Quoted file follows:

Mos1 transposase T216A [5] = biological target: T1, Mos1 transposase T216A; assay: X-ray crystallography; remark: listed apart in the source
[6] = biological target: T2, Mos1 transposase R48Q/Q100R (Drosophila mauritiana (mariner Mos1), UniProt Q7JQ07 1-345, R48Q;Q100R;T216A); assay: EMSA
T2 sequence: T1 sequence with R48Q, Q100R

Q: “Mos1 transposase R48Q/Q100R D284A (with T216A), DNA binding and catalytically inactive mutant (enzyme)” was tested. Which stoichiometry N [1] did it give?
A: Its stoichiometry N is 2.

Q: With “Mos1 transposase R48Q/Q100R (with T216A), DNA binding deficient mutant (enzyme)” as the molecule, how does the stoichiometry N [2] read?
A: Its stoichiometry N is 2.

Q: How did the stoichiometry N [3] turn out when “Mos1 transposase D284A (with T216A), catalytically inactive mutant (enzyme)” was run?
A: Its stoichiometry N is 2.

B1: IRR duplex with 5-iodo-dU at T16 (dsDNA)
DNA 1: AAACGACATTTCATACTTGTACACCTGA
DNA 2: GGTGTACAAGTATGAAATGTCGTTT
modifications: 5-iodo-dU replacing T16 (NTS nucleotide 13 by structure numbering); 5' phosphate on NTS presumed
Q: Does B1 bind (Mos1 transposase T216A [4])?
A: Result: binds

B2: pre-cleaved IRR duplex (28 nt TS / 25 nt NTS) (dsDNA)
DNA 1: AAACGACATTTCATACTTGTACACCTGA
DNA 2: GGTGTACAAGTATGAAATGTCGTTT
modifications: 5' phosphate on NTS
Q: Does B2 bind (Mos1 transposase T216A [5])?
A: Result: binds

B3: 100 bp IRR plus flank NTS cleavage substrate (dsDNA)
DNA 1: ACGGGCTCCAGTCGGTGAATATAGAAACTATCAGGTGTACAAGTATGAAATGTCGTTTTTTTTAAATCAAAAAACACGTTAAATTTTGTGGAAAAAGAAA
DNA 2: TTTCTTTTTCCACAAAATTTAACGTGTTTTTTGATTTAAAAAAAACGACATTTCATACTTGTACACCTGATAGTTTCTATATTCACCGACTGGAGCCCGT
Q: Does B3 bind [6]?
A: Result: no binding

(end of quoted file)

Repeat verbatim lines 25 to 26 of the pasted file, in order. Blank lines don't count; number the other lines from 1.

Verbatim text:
Q: Does B3 bind [6]?
A: Result: no binding